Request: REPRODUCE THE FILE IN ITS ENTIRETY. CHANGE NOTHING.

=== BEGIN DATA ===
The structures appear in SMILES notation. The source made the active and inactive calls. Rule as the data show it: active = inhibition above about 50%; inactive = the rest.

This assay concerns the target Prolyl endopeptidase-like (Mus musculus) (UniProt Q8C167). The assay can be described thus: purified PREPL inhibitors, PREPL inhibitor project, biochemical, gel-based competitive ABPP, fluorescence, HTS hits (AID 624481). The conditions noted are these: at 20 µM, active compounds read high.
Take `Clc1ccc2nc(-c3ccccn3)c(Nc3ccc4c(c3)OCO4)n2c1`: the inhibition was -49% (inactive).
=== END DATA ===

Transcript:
The structures appear in SMILES notation. The source made the active and inactive calls. Rule as the data show it: active = inhibition above about 50%; inactive = the rest.

This assay concerns the target Prolyl endopeptidase-like (Mus musculus) (UniProt Q8C167). The assay can be described thus: purified PREPL inhibitors, PREPL inhibitor project, biochemical, gel-based competitive ABPP, fluorescence, HTS hits (AID 624481). The conditions noted are these: at 20 µM, active compounds read high.
Take `Clc1ccc2nc(-c3ccccn3)c(Nc3ccc4c(c3)OCO4)n2c1`: the inhibition was -49% (inactive).